Inhibitory Control and Working Memory in Bilingual Children
Dr. Andy Pham
Florida International University
The purpose of the study was to examine mathematical and executive skills among monolingual and bilingual children. By examining specific executive functioning processes between monolingual and bilingual children, we investigated whether bilingual children demonstrate higher executive functioning than monolingual children due to the exposure of dual languages. As stated in our study proposal, we asked three primary research questions:
- Do bilingual children demonstrate better inhibitory control and/or working memory skills compared to monolingual children? We hypothesized that bilingual children will demonstrate higher performance in both inhibitory control and working memory as supported in previous literature.
- Does language proficiency mediate the relation between executive functioning and math problem-solving? We hypothesize that executive functioning will have an indirect effect to math problem-solving through language proficiency, suggesting a mediation effect.
- Are parent ratings of impulsivity highly related to commission errors on continuous performance tests? Because there has been limited evidence on the convergent validity of both measures, we would expect to find a low correlation.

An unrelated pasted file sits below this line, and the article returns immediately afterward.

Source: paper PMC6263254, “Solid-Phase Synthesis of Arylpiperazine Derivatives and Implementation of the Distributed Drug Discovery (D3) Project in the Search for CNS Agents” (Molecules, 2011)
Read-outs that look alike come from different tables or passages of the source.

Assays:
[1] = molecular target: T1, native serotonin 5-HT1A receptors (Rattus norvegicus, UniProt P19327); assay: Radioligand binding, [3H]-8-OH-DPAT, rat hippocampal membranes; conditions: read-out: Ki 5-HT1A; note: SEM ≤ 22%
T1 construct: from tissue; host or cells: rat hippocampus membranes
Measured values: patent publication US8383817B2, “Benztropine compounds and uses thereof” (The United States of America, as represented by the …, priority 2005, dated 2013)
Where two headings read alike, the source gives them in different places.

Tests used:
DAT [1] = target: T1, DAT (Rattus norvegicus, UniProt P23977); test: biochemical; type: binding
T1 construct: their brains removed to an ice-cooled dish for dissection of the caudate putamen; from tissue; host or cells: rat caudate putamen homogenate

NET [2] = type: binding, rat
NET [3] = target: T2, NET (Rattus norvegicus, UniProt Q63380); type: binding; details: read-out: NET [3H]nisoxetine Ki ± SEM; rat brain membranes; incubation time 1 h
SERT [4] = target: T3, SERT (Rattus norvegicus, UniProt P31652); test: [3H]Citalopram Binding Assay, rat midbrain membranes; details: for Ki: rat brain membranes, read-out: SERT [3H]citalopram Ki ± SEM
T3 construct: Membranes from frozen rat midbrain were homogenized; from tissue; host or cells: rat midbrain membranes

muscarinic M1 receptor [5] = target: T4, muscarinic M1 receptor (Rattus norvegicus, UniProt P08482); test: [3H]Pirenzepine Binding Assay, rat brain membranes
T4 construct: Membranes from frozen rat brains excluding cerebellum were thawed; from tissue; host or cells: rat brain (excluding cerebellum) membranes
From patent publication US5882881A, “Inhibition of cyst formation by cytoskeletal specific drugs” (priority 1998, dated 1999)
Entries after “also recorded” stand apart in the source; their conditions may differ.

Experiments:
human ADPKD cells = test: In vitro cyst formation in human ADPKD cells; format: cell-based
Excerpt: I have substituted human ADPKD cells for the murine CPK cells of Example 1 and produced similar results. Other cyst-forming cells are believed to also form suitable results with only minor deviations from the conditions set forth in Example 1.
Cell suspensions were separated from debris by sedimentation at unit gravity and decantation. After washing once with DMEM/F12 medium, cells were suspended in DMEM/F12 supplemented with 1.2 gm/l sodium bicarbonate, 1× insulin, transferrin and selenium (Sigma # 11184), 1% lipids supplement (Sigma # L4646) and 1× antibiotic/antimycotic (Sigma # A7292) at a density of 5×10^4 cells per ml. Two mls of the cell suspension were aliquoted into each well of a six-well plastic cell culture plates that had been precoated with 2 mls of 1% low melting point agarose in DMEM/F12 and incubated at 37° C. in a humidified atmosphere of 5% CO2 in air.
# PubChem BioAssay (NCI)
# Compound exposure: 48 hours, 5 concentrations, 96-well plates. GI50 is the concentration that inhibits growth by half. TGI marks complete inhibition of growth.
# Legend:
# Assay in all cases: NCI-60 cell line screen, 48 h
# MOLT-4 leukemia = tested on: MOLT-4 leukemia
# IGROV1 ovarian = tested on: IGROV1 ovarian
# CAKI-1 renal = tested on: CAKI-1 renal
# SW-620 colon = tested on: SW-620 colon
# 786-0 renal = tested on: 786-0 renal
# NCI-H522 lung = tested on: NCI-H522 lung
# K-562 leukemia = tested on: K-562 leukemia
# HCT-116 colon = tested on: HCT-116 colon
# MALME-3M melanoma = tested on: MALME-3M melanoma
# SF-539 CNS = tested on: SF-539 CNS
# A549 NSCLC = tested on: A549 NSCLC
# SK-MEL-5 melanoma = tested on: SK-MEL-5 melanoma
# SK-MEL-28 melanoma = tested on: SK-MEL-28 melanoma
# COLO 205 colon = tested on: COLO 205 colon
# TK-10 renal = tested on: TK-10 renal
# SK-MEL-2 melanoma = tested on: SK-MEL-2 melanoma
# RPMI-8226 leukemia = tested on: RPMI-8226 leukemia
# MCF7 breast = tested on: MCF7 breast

We gathered data from 141 participants (80 monolingual, 61 bilingual). Initial findings indicate no significant differences between performance on executive functioning tasks (TOVA) and mathematical tasks (WJ-IV Achievement) between monolingual and bilingual children, t (5) = 14.89, p = .235. However, regression analyses indicate a significant relation between working memory and overall math achievement F (5, 136) = 5.31, p = .025. Response inhibition only predicted
mathematical problem-solving F (5, 136) = 8.92, p = .031, and fluency tasks F (5, 136) = 9.77, p = .018. There were also low correlations between parent ratings on the BRIEF including Plan/Organize and Organization of Materials with TOVA measures including omission errors, commission errors and reaction time.
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